Trying to Understand the Concept
Sometime around two thirty AM, I heard my mother’s voice. Next thing I know, she was laying on me and softly saying, “Do you remember how I said I would do anything to help you?” Confused I replied with a “Yes?” “Well, these people are here to take you to your new school.” I opened my eyes to see two “transport people”—that’s what we called them—standing in the doorway.
I did not struggle or try to get away, but it was “policy” to restrain my arms until I was “locked in the car.” My mother kissed me as I got into the car, but through her kisses I knew what was happening. I had genuinely believed that I was going to see my aunt on my way home after I had been sent to Texas to finish out the school year, but to accept I would return home never felt right. I was right— oh so right— not to believe what I had been told. But never had I imagined just how right I was.
I arrived at Diamond Ranch Academy that same morning around eight-o-clock. I was quickly stripped, searched, given different clothes, and sent out to join the “Homeless” group. Needless to say, I did not receive a “successful” day. The next day, and the days and the weeks after my first day, I came to terms that I was not leaving. I also realized that no one cared what my issues were, and they wouldn’t listen; they were more concerned about fixing me.
I struggled, going up and down, in my spirits, emotions, energy, and program. But until Amnesty Day, I had not figured out how this place worked. It is sad it took me so long, but I finally figured everything out, and realized what was really going on.
The great day of “amnesty” brought many girls to their knees; including me. All claims against me and many others were validated with, “You’re lying.” We never stood a chance. For a day we were assured to have the slate wiped clean, there were sure a lot of people on suicide watch. I was set back a month in my program, but I had a revealing light bulb moment. I had previously been told that the only choice I had was to either have a good or bad attitude. I knew this, but that day helped me see past the program, and it allowed me to examine the facilities motives.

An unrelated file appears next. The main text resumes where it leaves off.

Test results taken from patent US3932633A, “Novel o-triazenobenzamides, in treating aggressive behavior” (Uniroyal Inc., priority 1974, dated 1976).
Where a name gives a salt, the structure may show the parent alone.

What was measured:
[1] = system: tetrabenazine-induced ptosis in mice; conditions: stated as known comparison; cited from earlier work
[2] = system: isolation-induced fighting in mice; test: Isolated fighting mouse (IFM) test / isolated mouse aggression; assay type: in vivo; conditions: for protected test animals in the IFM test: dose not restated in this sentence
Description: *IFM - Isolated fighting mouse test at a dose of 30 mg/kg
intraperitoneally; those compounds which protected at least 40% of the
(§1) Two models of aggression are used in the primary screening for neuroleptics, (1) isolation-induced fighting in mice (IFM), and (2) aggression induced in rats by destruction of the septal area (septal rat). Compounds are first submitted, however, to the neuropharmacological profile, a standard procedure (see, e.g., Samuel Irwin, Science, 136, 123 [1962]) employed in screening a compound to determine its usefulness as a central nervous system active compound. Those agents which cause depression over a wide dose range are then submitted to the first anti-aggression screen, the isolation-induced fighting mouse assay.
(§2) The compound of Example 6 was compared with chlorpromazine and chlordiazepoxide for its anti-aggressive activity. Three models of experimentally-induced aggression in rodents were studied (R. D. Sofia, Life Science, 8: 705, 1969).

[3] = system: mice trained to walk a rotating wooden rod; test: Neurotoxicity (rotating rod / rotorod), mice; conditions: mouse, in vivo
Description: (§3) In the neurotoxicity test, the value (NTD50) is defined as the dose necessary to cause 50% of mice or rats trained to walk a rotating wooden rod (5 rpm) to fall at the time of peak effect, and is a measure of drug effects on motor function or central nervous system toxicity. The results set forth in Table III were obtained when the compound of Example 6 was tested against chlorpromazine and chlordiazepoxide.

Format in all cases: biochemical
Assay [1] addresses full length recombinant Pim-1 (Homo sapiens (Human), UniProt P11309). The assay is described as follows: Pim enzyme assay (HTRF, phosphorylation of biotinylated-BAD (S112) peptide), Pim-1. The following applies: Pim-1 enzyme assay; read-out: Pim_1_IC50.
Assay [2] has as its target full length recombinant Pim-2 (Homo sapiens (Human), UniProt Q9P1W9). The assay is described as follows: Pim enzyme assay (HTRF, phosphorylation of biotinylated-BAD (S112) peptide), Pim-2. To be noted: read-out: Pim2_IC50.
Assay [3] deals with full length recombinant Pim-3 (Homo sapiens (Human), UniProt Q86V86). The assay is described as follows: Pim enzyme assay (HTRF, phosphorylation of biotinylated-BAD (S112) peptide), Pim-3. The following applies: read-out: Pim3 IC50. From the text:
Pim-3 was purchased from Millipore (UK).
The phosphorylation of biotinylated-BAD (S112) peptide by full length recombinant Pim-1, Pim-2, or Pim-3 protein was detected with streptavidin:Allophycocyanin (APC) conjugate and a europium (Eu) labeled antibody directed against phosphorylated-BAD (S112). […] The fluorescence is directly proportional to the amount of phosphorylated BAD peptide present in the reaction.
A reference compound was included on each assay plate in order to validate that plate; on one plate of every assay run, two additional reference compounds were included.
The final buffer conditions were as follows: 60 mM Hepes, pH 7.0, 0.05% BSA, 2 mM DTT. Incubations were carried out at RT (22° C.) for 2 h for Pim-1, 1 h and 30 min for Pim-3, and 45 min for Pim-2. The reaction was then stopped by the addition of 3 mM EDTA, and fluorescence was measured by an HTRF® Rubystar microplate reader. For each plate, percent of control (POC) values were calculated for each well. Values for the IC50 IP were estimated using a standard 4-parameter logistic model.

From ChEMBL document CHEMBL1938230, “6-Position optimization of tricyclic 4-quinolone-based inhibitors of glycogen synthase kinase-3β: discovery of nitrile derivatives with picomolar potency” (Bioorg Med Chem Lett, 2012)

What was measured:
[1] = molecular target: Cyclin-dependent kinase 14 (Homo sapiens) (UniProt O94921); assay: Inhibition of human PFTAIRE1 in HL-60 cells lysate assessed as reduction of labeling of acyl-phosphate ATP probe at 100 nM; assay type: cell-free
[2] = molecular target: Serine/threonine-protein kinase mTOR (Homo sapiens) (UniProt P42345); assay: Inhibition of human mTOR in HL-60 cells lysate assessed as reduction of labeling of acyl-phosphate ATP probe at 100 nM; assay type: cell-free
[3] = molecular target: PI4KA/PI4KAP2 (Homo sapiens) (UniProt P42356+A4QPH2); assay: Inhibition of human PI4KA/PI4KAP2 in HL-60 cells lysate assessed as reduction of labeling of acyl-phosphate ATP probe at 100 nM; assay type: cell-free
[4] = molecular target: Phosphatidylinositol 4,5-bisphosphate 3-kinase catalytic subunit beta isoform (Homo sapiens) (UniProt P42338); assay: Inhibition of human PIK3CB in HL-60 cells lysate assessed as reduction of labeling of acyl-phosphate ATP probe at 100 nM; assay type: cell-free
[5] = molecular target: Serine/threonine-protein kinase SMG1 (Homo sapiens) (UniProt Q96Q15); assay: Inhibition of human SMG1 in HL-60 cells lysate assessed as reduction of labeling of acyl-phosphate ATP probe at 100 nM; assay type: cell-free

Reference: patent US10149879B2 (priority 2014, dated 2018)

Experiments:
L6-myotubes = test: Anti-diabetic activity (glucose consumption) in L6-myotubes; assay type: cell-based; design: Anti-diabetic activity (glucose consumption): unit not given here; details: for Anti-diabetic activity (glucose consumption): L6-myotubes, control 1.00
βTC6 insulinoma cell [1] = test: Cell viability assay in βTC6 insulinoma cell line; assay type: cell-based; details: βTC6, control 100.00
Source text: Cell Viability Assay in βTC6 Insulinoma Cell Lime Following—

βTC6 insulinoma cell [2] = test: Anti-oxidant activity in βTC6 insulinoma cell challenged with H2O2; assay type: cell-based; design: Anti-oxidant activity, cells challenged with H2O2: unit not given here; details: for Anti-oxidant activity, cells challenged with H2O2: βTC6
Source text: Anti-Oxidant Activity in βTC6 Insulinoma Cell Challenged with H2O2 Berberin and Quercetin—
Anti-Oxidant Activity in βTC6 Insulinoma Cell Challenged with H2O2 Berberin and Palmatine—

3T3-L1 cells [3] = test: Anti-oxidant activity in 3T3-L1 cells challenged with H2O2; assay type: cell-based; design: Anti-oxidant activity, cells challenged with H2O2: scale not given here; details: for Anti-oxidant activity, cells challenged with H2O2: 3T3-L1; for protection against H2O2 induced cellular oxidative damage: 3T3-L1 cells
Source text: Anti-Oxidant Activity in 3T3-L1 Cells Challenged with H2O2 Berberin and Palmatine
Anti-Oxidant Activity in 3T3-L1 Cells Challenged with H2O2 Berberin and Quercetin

Our parents had been scammed in their weakest moments, and we were being broken, refused basic human rights— like going to the bathroom— and were being brainwashed to follow orders.
After this realization, I figured out how to manipulate the system. I opted to get my GED to get out of possible citations during school hours. I also learned the outlined role of an upper level, and that’s where I stayed; a “Manager” who had graduated from high school. This put me in the most comfortable position I had been in since I had been there. I triumphed in my victory but told my parents I was doing my best. When in reality, I had stopped trying; I was safe where I was.
Graduating from this place would let Diamond Ranch Academy claim another victory, and would have destroyed my parents when I had finally left and kept with my same opinions. I was a silent victor; it was safer that way.
Until I got pulled, I enjoyed myself. I stopped worrying about the program and started thinking about my future outside of DRA. I was numb and did not care about anything there but my personal gain. I was empathetic and supportive of the girls, but all bets were off for any staff who tried see inside of me. I knew my victory time was near.
The best day of my stay came the day all the program directors called me to the office. I initially figure I would be accused of something, but found out I would soon be free. I was asked if I wanted to stay and complete my program because I was “so close.” Respectfully I declined with, “I haven’t been home in over sixteen months. I think it is time for me to go home.” I will never forget that day. I actually felt happy for the first time the entire time I had been away from home. Although not all my time was spent at DRA, it didn’t matter, I would soon be allowed to live my life.